Speaking at the National Press Club last week, Randi Weingarten, president of the American Federation of Teachers, spoke her mind in no uncertain terms about the plight of teachers. Noting the profession’s “ongoing and alarming crisis,” she targeted two major causes…
First, is the issue of funding, as states are not investing enough in public education. One result among several is, as we know, our teachers having to take to the streets in protest.
However, she spent most of her time at the podium addressing the working conditions teachers experience. Fact is, as she explained, they are so micromanaged that, instead of truly teaching, they have no choice but to focus on standardized tests.
Said Weingarten, “This de-professionalization is killing the soul of teaching.” She then went on to remind all those in attendance that policymakers, union reps. School/district leaders, and teachers must to work together to “elevate teachers’ voice and judgment and allow teachers to make learning rich and fulfilling for their students.”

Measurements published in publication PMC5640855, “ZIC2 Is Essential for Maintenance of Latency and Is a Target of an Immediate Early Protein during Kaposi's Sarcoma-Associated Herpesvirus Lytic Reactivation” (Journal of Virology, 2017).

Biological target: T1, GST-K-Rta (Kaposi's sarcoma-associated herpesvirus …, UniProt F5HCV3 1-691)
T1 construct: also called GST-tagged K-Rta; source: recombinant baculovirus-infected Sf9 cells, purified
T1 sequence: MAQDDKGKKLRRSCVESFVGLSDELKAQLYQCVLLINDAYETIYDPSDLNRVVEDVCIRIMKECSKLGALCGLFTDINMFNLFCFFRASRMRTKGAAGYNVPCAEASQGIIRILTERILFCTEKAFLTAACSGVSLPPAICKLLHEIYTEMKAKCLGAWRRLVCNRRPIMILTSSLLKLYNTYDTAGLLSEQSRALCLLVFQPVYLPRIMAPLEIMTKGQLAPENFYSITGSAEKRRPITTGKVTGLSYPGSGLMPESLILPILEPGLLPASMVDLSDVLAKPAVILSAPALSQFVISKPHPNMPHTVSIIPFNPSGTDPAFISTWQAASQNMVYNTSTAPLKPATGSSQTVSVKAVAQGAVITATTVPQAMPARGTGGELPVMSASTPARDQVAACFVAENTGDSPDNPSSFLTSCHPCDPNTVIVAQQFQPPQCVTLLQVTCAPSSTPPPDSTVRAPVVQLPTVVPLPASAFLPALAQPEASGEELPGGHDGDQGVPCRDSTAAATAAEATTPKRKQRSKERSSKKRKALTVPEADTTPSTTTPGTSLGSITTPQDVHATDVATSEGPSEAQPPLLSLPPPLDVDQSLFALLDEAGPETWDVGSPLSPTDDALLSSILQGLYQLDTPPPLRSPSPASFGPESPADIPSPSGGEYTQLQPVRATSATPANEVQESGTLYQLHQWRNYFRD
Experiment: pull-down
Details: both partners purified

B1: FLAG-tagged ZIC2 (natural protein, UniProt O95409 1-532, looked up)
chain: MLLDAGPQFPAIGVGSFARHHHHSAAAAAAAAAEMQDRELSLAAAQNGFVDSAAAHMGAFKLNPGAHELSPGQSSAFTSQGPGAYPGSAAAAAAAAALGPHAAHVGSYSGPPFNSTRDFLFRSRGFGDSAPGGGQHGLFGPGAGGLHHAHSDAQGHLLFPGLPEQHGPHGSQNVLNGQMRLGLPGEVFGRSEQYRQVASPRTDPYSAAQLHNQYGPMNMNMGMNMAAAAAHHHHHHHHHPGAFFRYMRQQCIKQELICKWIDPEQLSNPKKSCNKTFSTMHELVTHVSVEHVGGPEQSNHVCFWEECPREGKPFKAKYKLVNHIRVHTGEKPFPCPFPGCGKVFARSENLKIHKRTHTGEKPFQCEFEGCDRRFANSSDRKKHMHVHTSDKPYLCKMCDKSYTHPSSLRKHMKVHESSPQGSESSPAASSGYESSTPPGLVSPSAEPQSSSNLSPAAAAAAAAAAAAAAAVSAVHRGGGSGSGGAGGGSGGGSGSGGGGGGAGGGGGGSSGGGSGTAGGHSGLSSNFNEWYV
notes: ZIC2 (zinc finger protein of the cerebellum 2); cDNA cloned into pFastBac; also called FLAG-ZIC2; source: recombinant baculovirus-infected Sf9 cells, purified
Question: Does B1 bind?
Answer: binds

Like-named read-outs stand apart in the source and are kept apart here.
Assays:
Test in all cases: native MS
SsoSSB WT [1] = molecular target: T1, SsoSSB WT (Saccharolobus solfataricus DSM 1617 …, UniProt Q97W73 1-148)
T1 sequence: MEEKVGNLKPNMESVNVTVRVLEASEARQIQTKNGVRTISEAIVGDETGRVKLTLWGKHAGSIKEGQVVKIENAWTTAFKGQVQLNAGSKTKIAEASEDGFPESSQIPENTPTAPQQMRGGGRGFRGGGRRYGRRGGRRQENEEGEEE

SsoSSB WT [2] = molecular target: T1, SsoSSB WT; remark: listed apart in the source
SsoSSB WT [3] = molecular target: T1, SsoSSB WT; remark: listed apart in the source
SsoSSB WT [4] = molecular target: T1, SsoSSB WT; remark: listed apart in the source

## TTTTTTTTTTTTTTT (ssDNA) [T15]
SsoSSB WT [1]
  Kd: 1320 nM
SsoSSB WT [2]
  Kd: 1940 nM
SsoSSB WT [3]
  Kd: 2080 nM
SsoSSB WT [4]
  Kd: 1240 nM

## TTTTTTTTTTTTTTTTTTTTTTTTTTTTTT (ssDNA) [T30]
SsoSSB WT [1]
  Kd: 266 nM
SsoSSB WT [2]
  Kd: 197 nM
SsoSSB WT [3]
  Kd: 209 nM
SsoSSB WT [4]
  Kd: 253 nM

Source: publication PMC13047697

At another point in her presentation, she put it this way: “The classroom teacher is the only person who has the knowledge of the students she is teaching, the content she is teaching, and the context in which she is teaching… The assumption should be that teachers, like other professionals, know what they are doing. Teachers should be able to be creative, take risks, and let students run with an idea.”